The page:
To strengthen its anti-submarine warfare capability, the Navy will soon buy bombs that can be air-dropped to hit enemy vessels lurking in the dark underwaters.
The Defence Ministry has issued a request to original equipment manufacturers and vendors for information on such bombs, which could be USED by Navy's fixed-wing aircraft.
"The Defence Ministry intends to procure air-dropped underwater bombs for fixed wing aircraft (in service), to be used as an urgent attack weapon against submarines," a Navy officer said here.
"The bomb should be capable of being dropped from an aircraft for engaging a submarine in deep waters as well as those on surface and periscope depths," he said.
"We also are looking for bombs that could be launched from rotary wing (helicopters) platform too," he said.
The Navy is searching for bombs that are effective in sinking submarines in tropical conditions that prevail in the Indian Ocean region in depths up to 1,000 metres.
"The bombs should have sufficient high explosive to destroy target submarine at proximity distance. The conventional warheads' shelf-life should be about 30 years," the officer said.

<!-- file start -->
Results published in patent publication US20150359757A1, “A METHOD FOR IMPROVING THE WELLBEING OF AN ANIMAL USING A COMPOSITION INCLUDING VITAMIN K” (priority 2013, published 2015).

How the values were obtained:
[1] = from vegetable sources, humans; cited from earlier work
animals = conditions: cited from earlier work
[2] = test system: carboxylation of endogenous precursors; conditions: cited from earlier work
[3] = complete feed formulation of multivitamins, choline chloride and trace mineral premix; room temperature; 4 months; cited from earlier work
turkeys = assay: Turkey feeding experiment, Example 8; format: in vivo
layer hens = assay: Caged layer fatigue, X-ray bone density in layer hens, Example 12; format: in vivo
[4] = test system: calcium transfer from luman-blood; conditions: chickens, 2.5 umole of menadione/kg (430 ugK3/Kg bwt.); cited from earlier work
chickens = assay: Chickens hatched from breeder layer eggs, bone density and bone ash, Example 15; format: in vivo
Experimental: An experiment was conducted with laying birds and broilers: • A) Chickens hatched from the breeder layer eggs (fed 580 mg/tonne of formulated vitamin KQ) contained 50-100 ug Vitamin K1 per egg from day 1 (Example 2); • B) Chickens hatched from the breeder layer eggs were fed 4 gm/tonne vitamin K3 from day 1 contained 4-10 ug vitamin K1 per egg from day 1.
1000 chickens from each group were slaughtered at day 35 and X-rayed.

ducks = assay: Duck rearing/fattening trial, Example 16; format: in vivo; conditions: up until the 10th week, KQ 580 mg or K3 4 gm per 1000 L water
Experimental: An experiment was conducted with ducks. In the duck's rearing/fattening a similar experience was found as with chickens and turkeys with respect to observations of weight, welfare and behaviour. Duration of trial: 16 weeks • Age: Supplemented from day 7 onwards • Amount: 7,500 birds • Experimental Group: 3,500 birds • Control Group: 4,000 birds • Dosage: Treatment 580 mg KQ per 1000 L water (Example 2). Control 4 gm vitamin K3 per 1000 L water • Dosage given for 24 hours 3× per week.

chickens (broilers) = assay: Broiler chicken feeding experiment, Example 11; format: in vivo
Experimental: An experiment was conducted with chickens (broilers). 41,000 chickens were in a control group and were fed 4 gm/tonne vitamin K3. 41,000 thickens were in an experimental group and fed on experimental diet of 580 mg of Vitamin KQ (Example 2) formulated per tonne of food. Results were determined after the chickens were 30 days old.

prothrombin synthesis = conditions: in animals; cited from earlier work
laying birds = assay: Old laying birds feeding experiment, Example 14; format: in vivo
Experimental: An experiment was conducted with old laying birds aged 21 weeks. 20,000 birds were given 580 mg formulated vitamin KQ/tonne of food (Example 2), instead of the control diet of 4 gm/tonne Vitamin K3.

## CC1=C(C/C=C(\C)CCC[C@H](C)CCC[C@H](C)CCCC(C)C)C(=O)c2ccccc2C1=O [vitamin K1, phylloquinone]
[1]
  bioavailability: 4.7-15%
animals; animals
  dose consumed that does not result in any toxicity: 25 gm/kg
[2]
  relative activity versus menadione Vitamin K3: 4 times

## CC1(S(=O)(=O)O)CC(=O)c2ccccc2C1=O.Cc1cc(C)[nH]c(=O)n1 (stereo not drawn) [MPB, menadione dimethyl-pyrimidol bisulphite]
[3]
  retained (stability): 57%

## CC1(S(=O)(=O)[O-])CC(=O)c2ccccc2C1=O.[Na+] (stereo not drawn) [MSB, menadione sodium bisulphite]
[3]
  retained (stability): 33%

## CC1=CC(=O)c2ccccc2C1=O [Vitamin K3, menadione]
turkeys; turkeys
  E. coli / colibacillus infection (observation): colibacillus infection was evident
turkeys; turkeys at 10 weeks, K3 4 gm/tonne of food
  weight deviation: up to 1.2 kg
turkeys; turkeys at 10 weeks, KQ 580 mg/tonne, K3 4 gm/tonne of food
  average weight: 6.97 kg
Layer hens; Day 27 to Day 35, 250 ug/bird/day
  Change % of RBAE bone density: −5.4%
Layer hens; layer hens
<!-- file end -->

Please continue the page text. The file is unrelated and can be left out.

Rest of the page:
Apart from the bombs for war-time deployment, the Navy will buy its practice version too, but it will be an operational bomb in all respects except the warhead, which would be replaced by inert material.
"We require the practice version to validate and train the air crew in bomb drop procedures. These versions will be reusable," he said.
If the Navy decides to go in for a global tender for the deal, then the contract would entail an offset clause.
Under the clause, the winning contractor should plough back 30 per cent of the deal amount back in Indian industries by either buying or making defence equipment here.
The Navy's aviation wing currently operates Sea Harrier and MiG-29K fighters, Tupolev Tu-142 bomber, Dornier and IL-38 patrol aircraft, apart from Kamov, Sea King, Dhruv ALH, Cheetah and Chetak helicopters.